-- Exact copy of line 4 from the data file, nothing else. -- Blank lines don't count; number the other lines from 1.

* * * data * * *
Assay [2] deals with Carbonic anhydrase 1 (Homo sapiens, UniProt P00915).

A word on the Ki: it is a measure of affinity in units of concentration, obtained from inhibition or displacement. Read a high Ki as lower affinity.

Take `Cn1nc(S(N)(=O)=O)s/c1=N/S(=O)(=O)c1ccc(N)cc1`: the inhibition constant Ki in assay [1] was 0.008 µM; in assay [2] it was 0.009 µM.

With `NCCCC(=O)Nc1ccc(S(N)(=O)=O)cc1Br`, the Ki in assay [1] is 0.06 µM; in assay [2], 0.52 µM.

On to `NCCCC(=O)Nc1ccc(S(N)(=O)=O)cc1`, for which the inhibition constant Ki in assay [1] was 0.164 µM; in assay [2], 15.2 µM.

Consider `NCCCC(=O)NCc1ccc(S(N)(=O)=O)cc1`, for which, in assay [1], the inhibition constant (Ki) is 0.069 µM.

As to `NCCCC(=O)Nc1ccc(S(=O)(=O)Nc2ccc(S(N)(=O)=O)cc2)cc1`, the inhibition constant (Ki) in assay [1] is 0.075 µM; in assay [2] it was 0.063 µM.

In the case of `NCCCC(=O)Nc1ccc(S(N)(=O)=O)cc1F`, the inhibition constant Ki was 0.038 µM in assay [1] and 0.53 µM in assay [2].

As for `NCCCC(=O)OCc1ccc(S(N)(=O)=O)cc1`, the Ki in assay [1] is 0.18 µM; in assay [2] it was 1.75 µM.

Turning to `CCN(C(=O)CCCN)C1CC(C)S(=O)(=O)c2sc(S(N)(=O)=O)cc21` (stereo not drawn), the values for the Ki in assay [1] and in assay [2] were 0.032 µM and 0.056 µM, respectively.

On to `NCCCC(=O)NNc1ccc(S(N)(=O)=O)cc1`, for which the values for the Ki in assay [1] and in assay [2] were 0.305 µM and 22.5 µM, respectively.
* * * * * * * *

With `NCCCC(=O)Nc1ccc(S(N)(=O)=O)cc1Br`, the Ki in assay [1] is 0.06 µM; in assay [2], 0.52 µM.